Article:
The association of infant feeding with parent-reported infections and hospitalisations in the West Australian Aboriginal Child Health Survey
Oddy, W. H, Kickett-Tucker, C., De Maio, J., Lawrence, D., Cox, A., Silburn, S. R, Stanley, F. J & Zubrick, SR. (2008). The association of infant feeding with parent-reported infections and hospitalisations in the West Australian Aboriginal Child Health Survey. Australian and New Zealand Journal of Public Health,32(3), 207-215. Australia: Wiley-Blackwell Publishing Asia. Retrieved from https://doi.org/10.1111/j.1753-6405.2008.00218.x
Objective: To examine infant feeding associations with parent-reported infections and hospitalisations in Western Australian Aboriginal infants and children. Method: Families in Western Australia with children under 18 years of Aboriginal or Torres Strait Islander descent were included. A stratified multi-stage sample using an area-based sampling frame was compiled. Survey weights produced unbiased estimates for the population of families with Aboriginal children. Data were collected on demographic variables, maternal and infant characteristics and parent-reported recurring chest, ear and gastrointestinal infections. The data were linked to the Hospital Morbidity System to identify hospitalisations for infections for the same children. Results: Twenty-seven per cent of Aboriginal children were breastfed for less than three months. Parent-reported recurring chest, ear and gastrointestinal infections were reported in 47% of the 0–3 age group. Hospitalisations due to upper respiratory and gastrointestinal infections were most common in the older children, but wheezing lower respiratory infections were most common in younger children. Breastfeeding for less than three months and birth weight less than 2,500 g were risk factors for parent-reported chest infections and hospitalisations for upper and wheezing lower respiratory infections (p < 0.05). Conclusion: Rates of parent-reported chest infections and hospitalisations due to these infections continue to be high in Aboriginal infants and children. Because breastfeeding for less than three months and low birth weight are risk factors for these infections, interventions to reduce the prevalence of low birth weight and to increase breastfeeding rates should be primary health goals in Aboriginal communities for the benefits of Aboriginal infants and children.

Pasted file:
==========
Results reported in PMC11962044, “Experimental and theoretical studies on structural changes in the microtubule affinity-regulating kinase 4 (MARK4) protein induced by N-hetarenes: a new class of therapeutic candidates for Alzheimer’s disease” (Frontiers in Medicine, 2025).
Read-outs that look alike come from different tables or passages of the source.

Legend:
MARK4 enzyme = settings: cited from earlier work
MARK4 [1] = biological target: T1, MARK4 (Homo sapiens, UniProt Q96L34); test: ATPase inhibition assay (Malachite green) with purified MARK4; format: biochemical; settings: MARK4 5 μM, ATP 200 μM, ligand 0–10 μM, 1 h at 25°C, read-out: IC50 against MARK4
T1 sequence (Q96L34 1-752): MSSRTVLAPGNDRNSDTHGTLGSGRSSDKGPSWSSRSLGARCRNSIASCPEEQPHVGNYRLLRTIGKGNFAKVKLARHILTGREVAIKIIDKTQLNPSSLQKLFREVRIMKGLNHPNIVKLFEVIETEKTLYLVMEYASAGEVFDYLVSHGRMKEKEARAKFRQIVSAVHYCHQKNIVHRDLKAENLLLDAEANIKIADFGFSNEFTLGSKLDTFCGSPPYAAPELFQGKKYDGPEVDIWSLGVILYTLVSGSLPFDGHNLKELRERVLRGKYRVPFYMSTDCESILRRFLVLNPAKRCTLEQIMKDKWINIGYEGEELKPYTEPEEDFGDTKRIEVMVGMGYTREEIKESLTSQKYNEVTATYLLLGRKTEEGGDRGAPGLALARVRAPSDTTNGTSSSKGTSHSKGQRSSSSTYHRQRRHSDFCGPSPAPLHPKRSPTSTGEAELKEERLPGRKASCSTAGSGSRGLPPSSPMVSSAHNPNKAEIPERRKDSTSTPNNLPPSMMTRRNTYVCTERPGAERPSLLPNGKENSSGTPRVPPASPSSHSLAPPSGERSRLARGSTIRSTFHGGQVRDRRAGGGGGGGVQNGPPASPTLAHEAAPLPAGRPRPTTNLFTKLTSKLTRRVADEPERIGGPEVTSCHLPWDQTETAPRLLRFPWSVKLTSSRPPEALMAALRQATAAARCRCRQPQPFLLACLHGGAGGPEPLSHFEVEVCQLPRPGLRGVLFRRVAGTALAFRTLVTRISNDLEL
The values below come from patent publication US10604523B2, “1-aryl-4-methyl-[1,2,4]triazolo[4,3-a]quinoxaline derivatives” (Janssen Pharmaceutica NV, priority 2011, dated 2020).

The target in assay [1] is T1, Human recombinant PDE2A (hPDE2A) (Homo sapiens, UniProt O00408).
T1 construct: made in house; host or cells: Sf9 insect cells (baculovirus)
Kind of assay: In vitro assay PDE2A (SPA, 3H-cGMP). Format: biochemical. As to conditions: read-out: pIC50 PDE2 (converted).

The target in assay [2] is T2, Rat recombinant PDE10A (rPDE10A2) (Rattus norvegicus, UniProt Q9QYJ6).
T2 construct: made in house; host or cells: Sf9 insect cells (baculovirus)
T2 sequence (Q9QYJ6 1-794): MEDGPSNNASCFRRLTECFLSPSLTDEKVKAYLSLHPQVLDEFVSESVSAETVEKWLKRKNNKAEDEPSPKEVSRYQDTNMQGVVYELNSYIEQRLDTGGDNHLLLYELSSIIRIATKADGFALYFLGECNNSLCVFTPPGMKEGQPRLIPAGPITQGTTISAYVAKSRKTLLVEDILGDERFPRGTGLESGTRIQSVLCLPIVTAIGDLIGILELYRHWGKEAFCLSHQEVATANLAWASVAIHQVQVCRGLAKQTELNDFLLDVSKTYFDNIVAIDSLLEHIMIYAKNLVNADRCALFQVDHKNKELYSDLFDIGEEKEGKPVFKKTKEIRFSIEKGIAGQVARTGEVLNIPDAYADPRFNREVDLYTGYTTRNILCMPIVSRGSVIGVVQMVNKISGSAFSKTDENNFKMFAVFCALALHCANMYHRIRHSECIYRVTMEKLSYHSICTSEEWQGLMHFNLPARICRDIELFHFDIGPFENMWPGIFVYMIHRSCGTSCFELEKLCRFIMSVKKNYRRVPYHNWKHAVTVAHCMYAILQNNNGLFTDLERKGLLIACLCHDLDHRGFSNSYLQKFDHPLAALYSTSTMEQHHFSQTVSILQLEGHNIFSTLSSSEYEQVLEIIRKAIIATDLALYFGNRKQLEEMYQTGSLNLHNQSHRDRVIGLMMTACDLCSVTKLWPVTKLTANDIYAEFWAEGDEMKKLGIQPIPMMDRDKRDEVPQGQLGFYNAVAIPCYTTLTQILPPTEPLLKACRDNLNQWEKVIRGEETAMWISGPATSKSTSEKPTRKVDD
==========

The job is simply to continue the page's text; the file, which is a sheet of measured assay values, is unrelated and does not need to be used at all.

Institute for Positive Psychology and Education
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